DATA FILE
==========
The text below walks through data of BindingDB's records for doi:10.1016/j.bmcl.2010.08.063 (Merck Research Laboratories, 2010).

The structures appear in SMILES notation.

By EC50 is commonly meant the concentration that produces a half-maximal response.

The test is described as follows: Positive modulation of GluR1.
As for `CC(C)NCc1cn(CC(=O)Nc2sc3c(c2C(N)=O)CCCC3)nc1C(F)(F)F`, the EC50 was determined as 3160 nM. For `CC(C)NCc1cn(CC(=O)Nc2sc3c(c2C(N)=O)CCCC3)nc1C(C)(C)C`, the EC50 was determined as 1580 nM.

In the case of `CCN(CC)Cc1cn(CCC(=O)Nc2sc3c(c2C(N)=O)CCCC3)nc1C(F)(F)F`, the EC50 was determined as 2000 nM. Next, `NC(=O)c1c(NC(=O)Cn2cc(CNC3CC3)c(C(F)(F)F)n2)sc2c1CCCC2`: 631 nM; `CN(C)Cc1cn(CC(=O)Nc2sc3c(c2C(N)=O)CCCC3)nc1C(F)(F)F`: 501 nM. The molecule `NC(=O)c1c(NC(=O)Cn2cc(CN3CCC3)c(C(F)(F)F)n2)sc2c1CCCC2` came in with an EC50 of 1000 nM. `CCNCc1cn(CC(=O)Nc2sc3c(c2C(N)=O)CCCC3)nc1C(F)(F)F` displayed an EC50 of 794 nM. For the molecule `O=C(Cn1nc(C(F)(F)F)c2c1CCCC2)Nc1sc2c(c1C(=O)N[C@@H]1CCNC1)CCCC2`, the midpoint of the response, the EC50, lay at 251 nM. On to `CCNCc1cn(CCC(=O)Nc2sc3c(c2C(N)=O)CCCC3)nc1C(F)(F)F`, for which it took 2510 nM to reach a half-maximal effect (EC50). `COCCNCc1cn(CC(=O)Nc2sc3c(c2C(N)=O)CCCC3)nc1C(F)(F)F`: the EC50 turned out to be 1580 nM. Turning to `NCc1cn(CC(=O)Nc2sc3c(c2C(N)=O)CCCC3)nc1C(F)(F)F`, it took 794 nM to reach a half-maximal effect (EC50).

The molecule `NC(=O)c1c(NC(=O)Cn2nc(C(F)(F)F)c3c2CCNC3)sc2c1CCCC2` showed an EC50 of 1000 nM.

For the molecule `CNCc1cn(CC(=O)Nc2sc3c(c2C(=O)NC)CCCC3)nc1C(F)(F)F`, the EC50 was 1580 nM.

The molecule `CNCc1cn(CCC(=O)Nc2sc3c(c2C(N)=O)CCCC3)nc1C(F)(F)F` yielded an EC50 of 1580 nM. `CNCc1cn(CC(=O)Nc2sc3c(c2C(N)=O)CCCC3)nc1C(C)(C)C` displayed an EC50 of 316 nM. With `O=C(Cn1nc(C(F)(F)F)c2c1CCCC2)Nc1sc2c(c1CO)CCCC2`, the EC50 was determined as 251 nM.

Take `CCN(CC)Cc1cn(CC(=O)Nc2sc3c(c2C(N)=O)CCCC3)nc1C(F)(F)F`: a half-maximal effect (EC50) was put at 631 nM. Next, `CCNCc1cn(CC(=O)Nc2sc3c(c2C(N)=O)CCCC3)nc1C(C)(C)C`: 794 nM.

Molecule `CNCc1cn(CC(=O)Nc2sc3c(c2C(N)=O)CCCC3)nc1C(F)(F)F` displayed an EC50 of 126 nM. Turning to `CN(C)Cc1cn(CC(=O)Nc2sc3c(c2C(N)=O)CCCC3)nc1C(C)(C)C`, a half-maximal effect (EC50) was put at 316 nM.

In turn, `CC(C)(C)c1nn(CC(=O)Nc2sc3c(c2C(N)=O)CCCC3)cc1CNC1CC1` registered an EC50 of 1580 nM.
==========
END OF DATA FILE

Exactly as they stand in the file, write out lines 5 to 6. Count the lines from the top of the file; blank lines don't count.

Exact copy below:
As for `CC(C)NCc1cn(CC(=O)Nc2sc3c(c2C(N)=O)CCCC3)nc1C(F)(F)F`, the EC50 was determined as 3160 nM. For `CC(C)NCc1cn(CC(=O)Nc2sc3c(c2C(N)=O)CCCC3)nc1C(C)(C)C`, the EC50 was determined as 1580 nM.

In the case of `CCN(CC)Cc1cn(CCC(=O)Nc2sc3c(c2C(N)=O)CCCC3)nc1C(F)(F)F`, the EC50 was determined as 2000 nM. Next, `NC(=O)c1c(NC(=O)Cn2cc(CNC3CC3)c(C(F)(F)F)n2)sc2c1CCCC2`: 631 nM; `CN(C)Cc1cn(CC(=O)Nc2sc3c(c2C(N)=O)CCCC3)nc1C(F)(F)F`: 501 nM. The molecule `NC(=O)c1c(NC(=O)Cn2cc(CN3CCC3)c(C(F)(F)F)n2)sc2c1CCCC2` came in with an EC50 of 1000 nM. `CCNCc1cn(CC(=O)Nc2sc3c(c2C(N)=O)CCCC3)nc1C(F)(F)F` displayed an EC50 of 794 nM. For the molecule `O=C(Cn1nc(C(F)(F)F)c2c1CCCC2)Nc1sc2c(c1C(=O)N[C@@H]1CCNC1)CCCC2`, the midpoint of the response, the EC50, lay at 251 nM. On to `CCNCc1cn(CCC(=O)Nc2sc3c(c2C(N)=O)CCCC3)nc1C(F)(F)F`, for which it took 2510 nM to reach a half-maximal effect (EC50). `COCCNCc1cn(CC(=O)Nc2sc3c(c2C(N)=O)CCCC3)nc1C(F)(F)F`: the EC50 turned out to be 1580 nM. Turning to `NCc1cn(CC(=O)Nc2sc3c(c2C(N)=O)CCCC3)nc1C(F)(F)F`, it took 794 nM to reach a half-maximal effect (EC50).